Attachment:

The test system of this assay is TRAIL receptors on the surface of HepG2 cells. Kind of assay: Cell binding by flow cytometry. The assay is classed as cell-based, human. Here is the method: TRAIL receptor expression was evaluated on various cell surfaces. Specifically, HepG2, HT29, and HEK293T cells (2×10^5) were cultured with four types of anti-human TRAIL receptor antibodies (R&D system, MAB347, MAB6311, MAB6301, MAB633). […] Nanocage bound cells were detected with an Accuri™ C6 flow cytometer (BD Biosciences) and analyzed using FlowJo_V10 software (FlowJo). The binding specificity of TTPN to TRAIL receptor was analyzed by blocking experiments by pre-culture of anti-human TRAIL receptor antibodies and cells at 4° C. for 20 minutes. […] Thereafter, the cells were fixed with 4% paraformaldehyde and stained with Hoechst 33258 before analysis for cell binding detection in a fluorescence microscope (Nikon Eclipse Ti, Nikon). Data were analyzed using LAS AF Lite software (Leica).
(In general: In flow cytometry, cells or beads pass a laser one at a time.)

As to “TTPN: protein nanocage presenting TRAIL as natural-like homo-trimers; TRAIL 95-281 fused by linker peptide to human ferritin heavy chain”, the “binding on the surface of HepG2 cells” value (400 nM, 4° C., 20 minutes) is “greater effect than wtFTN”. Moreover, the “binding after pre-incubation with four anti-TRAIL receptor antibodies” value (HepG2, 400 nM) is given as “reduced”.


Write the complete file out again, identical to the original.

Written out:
The test system of this assay is TRAIL receptors on the surface of HepG2 cells. Kind of assay: Cell binding by flow cytometry. The assay is classed as cell-based, human. Here is the method: TRAIL receptor expression was evaluated on various cell surfaces. Specifically, HepG2, HT29, and HEK293T cells (2×10^5) were cultured with four types of anti-human TRAIL receptor antibodies (R&D system, MAB347, MAB6311, MAB6301, MAB633). […] Nanocage bound cells were detected with an Accuri™ C6 flow cytometer (BD Biosciences) and analyzed using FlowJo_V10 software (FlowJo). The binding specificity of TTPN to TRAIL receptor was analyzed by blocking experiments by pre-culture of anti-human TRAIL receptor antibodies and cells at 4° C. for 20 minutes. […] Thereafter, the cells were fixed with 4% paraformaldehyde and stained with Hoechst 33258 before analysis for cell binding detection in a fluorescence microscope (Nikon Eclipse Ti, Nikon). Data were analyzed using LAS AF Lite software (Leica).
(In general: In flow cytometry, cells or beads pass a laser one at a time.)

As to “TTPN: protein nanocage presenting TRAIL as natural-like homo-trimers; TRAIL 95-281 fused by linker peptide to human ferritin heavy chain”, the “binding on the surface of HepG2 cells” value (400 nM, 4° C., 20 minutes) is “greater effect than wtFTN”. Moreover, the “binding after pre-incubation with four anti-TRAIL receptor antibodies” value (HepG2, 400 nM) is given as “reduced”.